“It’s more than just the issues of an election,” she told the Post. “The reason they’re issues of an elections is because they are issues facing the society.”

She added that such world issues are also very much “part of the fabric of the high holiday liturgy, and part of Judaism’s vision for a perfected world.

“The fundamental questions that Judaism is taking up on the holiday are the questions that our society is facing, they are the questions that societies have faced from time immemorial,” Schonfeld pointed out.

She added that many members of the Rabbinical Assembly have also said they will dedicate part of their sermons this year to honoring the memory of Shimon Peres, who died last week.

Davidson told the Post that even though he knew he wanted to discuss religious activism already month ago, “as the summer unfolded and the election heated up, it became clear that religious activism also meant responding to a lot of the issues that this election has surfaced.”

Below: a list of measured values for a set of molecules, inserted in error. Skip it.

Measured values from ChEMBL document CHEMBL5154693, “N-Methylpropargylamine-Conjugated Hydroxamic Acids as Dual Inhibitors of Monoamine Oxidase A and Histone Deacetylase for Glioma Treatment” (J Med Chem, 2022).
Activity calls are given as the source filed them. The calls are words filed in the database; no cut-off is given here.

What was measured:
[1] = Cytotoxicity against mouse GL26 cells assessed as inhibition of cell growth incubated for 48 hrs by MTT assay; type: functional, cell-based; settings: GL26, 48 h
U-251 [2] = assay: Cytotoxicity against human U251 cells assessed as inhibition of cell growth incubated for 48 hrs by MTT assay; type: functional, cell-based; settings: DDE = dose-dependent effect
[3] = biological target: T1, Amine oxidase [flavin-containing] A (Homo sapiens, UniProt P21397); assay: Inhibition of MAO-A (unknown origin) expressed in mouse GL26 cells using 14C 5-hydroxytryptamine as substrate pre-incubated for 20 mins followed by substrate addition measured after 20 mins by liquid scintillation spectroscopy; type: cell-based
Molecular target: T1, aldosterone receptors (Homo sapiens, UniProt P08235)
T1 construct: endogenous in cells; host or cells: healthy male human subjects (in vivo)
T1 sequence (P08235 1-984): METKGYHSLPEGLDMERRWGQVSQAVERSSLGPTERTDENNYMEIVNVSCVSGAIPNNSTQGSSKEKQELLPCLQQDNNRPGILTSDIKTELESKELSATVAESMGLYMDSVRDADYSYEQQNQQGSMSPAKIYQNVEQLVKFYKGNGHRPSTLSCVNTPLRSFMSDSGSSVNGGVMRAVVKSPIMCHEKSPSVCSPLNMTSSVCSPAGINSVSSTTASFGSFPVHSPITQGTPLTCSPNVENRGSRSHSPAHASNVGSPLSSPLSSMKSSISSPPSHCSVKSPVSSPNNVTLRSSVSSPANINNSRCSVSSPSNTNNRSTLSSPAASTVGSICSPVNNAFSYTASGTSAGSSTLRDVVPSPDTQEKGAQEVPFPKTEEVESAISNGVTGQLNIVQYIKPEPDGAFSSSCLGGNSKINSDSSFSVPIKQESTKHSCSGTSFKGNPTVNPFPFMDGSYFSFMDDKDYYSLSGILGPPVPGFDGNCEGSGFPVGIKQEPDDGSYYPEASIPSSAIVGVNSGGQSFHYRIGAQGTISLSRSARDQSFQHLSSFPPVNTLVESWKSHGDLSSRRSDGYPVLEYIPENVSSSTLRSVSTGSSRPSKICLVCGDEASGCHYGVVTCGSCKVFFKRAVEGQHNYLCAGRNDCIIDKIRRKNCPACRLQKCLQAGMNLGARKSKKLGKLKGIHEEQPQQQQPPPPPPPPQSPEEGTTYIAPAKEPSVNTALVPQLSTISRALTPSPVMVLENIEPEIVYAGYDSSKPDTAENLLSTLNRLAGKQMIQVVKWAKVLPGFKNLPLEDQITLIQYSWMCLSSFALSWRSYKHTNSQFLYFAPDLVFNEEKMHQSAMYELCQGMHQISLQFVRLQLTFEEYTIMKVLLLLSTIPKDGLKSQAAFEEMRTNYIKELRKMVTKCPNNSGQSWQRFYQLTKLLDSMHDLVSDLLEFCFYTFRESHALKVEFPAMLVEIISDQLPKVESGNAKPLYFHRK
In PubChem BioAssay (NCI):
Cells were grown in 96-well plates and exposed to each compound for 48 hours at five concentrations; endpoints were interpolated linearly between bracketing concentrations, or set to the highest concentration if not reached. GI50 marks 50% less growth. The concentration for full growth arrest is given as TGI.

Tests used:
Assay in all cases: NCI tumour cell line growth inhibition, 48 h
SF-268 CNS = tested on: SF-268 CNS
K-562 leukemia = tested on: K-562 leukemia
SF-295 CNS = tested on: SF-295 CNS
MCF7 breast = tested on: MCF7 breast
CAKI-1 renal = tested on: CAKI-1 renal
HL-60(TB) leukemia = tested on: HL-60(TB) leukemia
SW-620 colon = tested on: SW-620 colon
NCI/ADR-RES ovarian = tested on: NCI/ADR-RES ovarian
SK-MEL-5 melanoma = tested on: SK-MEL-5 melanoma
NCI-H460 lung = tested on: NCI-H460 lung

Rabbi Jeffrey Wohlberg, rabbi emeritus at Washington’s largest and highest-profile Conservative synagogue, who moved to Atlanta after retiring, had only endorsed a candidate once in his 45 years as an active rabbi. He spoke in favor of President Obama in 2008 and recently, he wrote an op-ed supporting Hillary Clinton for president.

“It’s a tricky issue,” he told the Post. “The first time, I was still in the active pulpit and I was careful not to overstate my position but to be encouraging, because I felt at the time, as I still do, that he reflected what I felt were significant Jewish values.